It was my first real job after my freelancing career blew up – a former contact threw some serious coin at me to manage a team working on big ticket proposals. Big ticket meaning at least half a million a year in fees, usually more. Usually a lot more. And these were recurring deals, engagements where the firm would be cashing checks for years to come. Deals that made careers. Or broke them.
So I’d fly to whatever town the deal was percolating in on Monday morning and fly back home on Friday night. Unless there were two deals cooking, or three. Then I’d fly from town to town through the week, an itinerant word smith whoring out his trade.
I’d get to whatever conference room in whatever office every morning at 7:30 and I’d be there every night until at least then, usually later. Twelve hour days were the baseline. Fifteen hour days were the norm. Twenty hour days happened. They happened a lot. I was once in a conference room for 71 hours without leaving except to use the can. They’d bring breakfast in, lunch in, dinner in. I was a like a zoo animal. They’d feed me, I just couldn’t leave. And they’d watch while I did my tricks. The only exercise I got was walking back and forth to my hotel. I gained fifty pounds in two years. I’m ten pounds away from getting back to what I weighed when I took the job.
We’d have a core team of maybe ten, my guys, the engagement partner and his cohorts, but deals like that had a gravity that would suck others into the room like comets and spit them back out again. Everybody’s greed engines were running at redline. That smooth Don Draper veneer of civility that usually blunts the sharp elbows of commerce was stripped away by the hurricane of lust that formed around the eye of money at the heart of each deal, and we became hulking fanged avatars of avarice. Whatever it takes, that’s what we’d hear every time. But when the pitch was over, they’d go back to relatively normal lives. I’d go to the next pitch.
And the next pitch was always a flight away.
So airports. Every week started with a 4:00 am pick up on Monday morning. They were always trying to get me to fly out on Sunday night. Flights are emptier, they’d say. Upgrades are almost automatic, they’d say. Grab a nice meal somewhere on the firm, they’d say. Sleep in a little later on Monday. They just wanted their extra couple hours, wanted me in the room at 7:30 on Monday, too, instead of 9:00. But I had two days a week at home, Saturday and Sunday. I don’t care what time your plane leaves, if you’re flying that day, then that day isn’t yours. So I flew on Mondays.
The airport was the River Styx between the hell of each week as the respite of home. And Charon was flying the fucking plane. It was all of a piece – the cattle crowd of business zombies and the clueless vacationers and the screaming kids and the reeking cabs and the anonymous interchangeable hotels and the waking up and not being able to remember what city you were in and the greed-stink chaos of the conference rooms – it was all mushed into the same pustulent Pavlovian ball. To this day, I can’t drive into O’Hare without my stomach clenching.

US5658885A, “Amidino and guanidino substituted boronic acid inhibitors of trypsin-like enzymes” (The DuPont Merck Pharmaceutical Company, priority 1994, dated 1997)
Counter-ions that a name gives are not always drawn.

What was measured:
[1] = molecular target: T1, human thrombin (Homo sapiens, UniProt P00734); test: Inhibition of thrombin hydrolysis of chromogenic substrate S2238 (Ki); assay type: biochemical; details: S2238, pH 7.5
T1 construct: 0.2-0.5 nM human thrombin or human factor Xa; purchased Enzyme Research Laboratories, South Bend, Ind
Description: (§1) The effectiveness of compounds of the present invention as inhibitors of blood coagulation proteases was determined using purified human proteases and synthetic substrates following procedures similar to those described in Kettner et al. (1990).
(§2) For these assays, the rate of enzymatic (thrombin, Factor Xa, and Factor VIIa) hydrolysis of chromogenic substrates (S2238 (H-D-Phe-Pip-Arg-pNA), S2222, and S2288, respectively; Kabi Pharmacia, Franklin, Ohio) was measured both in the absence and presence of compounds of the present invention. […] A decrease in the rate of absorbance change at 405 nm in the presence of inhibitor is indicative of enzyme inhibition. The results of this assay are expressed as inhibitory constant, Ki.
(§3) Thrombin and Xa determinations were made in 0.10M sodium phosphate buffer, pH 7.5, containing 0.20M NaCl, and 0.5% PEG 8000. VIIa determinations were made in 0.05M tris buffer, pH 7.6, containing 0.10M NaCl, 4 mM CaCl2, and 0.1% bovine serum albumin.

And I became that guy you hate. That guy waving his gold frequent flyer card at the girl at the gate, elbowing his way to the front of the line, grabbing an upgrade if I could get it, making sure I was at the head of the line to board if I couldn’t, taking the aisle seat in row one or in the exit row, shoving my briefcase in the overhead bin instead of under my seat so I’d have a couple inches more leg room (I’d always stick an extra binder in my briefcase so it wouldn’t actually fit under the seat so when some public-serving flight attendant tried to free up bin space, my bag would have to stay where it was. Have to check yours? Too fucking bad. Learn to play the game.) And by the time the poor schmuck that got stuck with the middle seat sat down, my arm was firmly planted on the arm rest and my MP3 player buds were wedged in my ears. Don’t have enough miles to beat me on to the plane? Cross your arms and dream of England, asshole. This seat is mine.
I still fly a fair bit, I guess. Maybe five or six times a year on business, maybe another ten for pleasure or family stuff, and I’m not as bad as I used to be. I put my second bag under my seat now, I let little old ladies into the aisle when we land, if some motor mouth wants to chat, I respond politely for a bit instead of pretending he doesn’t exist. And I try to understand when people have kids on the plane, because I’ve been there, and when everyone else is glaring at some haggard road warrior while he shoves his briefcase into the last open slot in the last bin, I just smile.